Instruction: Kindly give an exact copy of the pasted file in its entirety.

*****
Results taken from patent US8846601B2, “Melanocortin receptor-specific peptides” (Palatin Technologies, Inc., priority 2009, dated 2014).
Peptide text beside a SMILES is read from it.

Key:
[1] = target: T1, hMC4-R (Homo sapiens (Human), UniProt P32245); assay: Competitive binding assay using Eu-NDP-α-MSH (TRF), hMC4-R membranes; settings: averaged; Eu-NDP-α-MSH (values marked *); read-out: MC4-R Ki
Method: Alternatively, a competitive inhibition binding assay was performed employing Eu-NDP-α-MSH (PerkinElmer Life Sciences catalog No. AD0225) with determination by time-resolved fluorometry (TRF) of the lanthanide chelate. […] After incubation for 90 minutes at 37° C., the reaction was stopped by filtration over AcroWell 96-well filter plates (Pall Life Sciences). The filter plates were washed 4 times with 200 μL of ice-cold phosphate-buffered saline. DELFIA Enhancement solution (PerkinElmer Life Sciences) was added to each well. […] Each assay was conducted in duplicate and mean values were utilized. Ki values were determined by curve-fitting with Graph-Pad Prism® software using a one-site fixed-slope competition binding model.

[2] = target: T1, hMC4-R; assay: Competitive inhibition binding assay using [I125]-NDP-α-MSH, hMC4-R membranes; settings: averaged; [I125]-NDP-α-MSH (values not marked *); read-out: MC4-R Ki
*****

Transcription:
Results taken from patent US8846601B2, “Melanocortin receptor-specific peptides” (Palatin Technologies, Inc., priority 2009, dated 2014).
Peptide text beside a SMILES is read from it.

Key:
[1] = target: T1, hMC4-R (Homo sapiens (Human), UniProt P32245); assay: Competitive binding assay using Eu-NDP-α-MSH (TRF), hMC4-R membranes; settings: averaged; Eu-NDP-α-MSH (values marked *); read-out: MC4-R Ki
Method: Alternatively, a competitive inhibition binding assay was performed employing Eu-NDP-α-MSH (PerkinElmer Life Sciences catalog No. AD0225) with determination by time-resolved fluorometry (TRF) of the lanthanide chelate. […] After incubation for 90 minutes at 37° C., the reaction was stopped by filtration over AcroWell 96-well filter plates (Pall Life Sciences). The filter plates were washed 4 times with 200 μL of ice-cold phosphate-buffered saline. DELFIA Enhancement solution (PerkinElmer Life Sciences) was added to each well. […] Each assay was conducted in duplicate and mean values were utilized. Ki values were determined by curve-fitting with Graph-Pad Prism® software using a one-site fixed-slope competition binding model.

[2] = target: T1, hMC4-R; assay: Competitive inhibition binding assay using [I125]-NDP-α-MSH, hMC4-R membranes; settings: averaged; [I125]-NDP-α-MSH (values not marked *); read-out: MC4-R Ki